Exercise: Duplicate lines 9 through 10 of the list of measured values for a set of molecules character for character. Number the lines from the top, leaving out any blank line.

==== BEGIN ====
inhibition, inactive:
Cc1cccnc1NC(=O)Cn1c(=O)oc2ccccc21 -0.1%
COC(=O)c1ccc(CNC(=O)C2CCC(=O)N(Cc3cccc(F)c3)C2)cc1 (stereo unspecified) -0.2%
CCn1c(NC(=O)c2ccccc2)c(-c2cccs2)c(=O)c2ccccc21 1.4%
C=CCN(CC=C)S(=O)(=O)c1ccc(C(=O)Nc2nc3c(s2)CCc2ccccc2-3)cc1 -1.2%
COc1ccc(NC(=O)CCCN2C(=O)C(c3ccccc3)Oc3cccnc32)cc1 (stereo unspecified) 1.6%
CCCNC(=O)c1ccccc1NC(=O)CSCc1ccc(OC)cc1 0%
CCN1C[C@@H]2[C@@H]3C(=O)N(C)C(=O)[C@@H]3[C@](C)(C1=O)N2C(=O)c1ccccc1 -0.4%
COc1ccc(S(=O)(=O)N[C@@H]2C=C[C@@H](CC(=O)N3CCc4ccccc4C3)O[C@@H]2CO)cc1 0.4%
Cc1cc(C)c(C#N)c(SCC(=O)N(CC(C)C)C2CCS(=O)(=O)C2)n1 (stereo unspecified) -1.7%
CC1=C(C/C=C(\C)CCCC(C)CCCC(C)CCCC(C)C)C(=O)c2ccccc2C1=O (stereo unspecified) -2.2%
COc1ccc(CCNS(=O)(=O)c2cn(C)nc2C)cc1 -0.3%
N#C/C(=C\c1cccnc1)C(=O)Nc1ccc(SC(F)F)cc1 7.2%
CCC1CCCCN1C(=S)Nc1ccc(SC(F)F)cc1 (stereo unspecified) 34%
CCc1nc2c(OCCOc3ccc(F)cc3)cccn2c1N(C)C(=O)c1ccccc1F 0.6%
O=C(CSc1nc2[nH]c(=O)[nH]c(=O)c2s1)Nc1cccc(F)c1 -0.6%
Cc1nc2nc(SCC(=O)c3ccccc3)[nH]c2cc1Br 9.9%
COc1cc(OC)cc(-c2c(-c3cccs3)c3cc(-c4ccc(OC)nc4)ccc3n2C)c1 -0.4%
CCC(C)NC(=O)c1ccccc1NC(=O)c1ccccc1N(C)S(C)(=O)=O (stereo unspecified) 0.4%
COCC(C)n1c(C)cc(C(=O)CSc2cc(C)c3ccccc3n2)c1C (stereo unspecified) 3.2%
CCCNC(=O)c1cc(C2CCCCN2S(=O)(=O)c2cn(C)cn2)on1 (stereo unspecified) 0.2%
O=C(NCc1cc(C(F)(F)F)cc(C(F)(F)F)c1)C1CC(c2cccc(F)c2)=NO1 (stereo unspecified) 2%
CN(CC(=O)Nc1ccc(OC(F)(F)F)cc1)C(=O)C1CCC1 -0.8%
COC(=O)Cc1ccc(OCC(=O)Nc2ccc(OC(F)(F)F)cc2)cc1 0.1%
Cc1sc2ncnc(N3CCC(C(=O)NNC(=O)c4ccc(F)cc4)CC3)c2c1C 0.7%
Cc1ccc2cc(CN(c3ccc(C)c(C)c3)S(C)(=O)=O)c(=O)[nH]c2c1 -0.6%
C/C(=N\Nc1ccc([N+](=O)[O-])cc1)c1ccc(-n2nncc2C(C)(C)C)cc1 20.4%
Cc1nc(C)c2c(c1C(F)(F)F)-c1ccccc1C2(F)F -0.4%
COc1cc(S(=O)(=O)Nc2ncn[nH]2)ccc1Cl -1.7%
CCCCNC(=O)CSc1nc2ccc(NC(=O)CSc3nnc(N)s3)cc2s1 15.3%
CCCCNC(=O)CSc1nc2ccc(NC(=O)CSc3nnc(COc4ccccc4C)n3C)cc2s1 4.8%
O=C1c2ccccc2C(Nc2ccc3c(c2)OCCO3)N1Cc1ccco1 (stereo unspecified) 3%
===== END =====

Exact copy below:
COc1ccc(S(=O)(=O)N[C@@H]2C=C[C@@H](CC(=O)N3CCc4ccccc4C3)O[C@@H]2CO)cc1 0.4%
Cc1cc(C)c(C#N)c(SCC(=O)N(CC(C)C)C2CCS(=O)(=O)C2)n1 (stereo unspecified) -1.7%